What we learned from the Maple Leafs’ Game 1 loss: 5 takeaways

BOSTON — With the ghosts of past playoff failures against the Boston Bruins lingering over the Toronto Maple Leafs, nearly everything that could have gone wrong did go wrong in Game 1.

Missing William Nylander proved costly as the Leafs got no offence from the top of their lineup, took costly penalties and didn’t get the kind of stable goaltending they needed in a 5-1 loss.

Save for a third-period goal from David Kampf that only came after the game was all but decided, there weren’t many bright spots for the Leafs. Even though the Leafs outshot the Bruins 36 to 24, the home side outworked the visitors consistently enough to make life difficult. 

Under head coach Sheldon Keefe, the Leafs have now lost five of six playoff series openers. 

The Leafs never found much rhythm at all, enough that it seems like lineup changes could be coming in Game 2.

Leafs’ stars don’t produce

Auston Matthews, Mitch Marner and John Tavares presented the kind of offensive firepower the Bruins don’t necessarily have at the top of their lineup. Coming into the series, that was thought to be one of the advantages the Leafs have over the Bruins.

Matthews and Tavares stood out with their efforts to get to Jeremy Swayman and the Bruins goal. Still, while those three combined for 13 shots on goal and 23 shot attempts, they had nothing to show for it on the score sheet.

Not having William Nylander in the lineup hurts this Leafs team, in fairness to them and their offensive output. The way they’re constructed, the Leafs need to get production from the top of the lineup. If one of those few pieces of the puzzle is missing, and if the other pieces don’t create offence? The results speak for themselves.


Why William Nylander may be out of Game 1 for the Maple Leafs

TD Garden a house of horrors

The visitors wanted to physically engage and set the tone of the game. The first few shifts saw multiple Leafs throw noticeable hits. It made for a promising start from a team that has been accused in the past of not playing physical enough.

But then midway through the first period, Pat Maroon demolished Timothy Liljegren with a hit that sent the Leafs defenceman toppling into the Bruins bench and you were reminded, oh yea, these are still the Bruins who can handle whatever physicality is thrown their way.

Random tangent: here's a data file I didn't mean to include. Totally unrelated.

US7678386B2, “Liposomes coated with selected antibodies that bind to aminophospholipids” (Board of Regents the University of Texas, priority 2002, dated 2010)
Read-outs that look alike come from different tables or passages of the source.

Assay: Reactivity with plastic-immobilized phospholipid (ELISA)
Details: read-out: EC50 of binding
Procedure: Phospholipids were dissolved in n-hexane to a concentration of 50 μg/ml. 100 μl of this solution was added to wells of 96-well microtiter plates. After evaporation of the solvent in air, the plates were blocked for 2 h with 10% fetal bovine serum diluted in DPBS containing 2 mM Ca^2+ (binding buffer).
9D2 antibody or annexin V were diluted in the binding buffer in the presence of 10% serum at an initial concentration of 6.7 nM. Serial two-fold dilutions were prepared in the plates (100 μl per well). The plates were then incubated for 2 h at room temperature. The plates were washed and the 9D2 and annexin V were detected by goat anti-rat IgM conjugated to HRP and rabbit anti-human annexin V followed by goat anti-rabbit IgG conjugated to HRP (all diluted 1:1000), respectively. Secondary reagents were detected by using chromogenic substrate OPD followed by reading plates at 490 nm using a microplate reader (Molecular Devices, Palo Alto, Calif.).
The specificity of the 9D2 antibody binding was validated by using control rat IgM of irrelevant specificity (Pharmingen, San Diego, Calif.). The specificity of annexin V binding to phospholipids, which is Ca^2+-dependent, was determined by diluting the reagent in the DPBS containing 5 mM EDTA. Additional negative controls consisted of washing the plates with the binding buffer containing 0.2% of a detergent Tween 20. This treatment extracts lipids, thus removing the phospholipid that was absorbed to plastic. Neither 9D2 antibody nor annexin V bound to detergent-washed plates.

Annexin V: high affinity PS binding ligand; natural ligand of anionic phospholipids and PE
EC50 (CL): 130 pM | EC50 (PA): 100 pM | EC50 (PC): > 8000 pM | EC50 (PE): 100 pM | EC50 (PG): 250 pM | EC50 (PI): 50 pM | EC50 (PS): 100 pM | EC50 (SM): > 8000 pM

The TD Garden crowd continued to be at their raucous best as the game wore on. “USA!” chants? Check. Razzing Ilya Samsonov relentlessly after he gave up the third and fourth goals? Check.

Starting on the road certainly didn’t harden the Leafs this series, but hampered them.



Former Maple Leafs on why TD Garden has been the team’s playoff kryptonite: ‘You start losing the ability to think’

Bruins puck pressure a problem

Aside from the physicality and how intimidating the TD Garden faithful made it for the Leafs, the most notable takeaway from the first period? The Bruins ability to pressure the puck and create turnovers is second to none. That allowed the Bruins to hit multiple posts in the first period alone. While they had far too easy a time getting close to Samsonov, the Leafs didn’t enter the first intermission with many, if any, Grade A chances.

That puck pressure, combined with unfortunate reads from Joel Edmundson and Ryan Reaves, led to an odd-man rush against and a quick opening goal from Bruins centre John Beecher.

In the second period, those same heavy efforts on the puck led to the Bruins outworking the Leafs in their own zone. Bruins defenceman Brandon Carlo capitalized with an equally heavy shot against a tired Leafs group.

Bad penalties costly for Leafs

The penalties Auston Matthews and Max Domi took in the second period were entirely unnecessary and the Bruins capitalized. Those two penalties weren’t just dumb to take, they limited the time the Leafs could have their best offensive players on the ice and allowed the Bruins to put the game to bed with two Jake DeBrusk power-play goals.

It’s worth remembering that the Leafs finished the regular season with a bottom-10 penalty kill in the league (76.9 percent).

Domi, in particular, walked a fine line from before puck drop. He was trying to engage Brad Marchand all game and you had to expect the referees would be keeping an eye on him. If the Leafs aren’t going to tighten things up, the Bruins power play could end up being a difference-maker in this series.

Ilya Samsonov on the hot seat

One pressing question coming into this series: would Samsonov be able to hold down the fort in the Leafs goal after a dramatic up-and-down season?

We didn’t get a full, comprehensive answer to the question in Game 1, but we got close. Samsonov gave up four goals on 23 shots while his counterpart, Jeremy Swayman, only allowed one goal on 36 shots. You could make the case that – even though the Leafs were killing a penalty – Samsonov needed to make a save on the Bruins third goal.

Samsonov has been at his best this season when he has looked, and played, calm and composed. In Game 1, Samsonov was caught far out of his goal multiple times.

Does Sheldon Keefe turn to Samsonov again in Game 2? It feels likely, but the leash has certainly gotten shorter after Game 1.

(Photo: Brian Fluharty / Getty Images)

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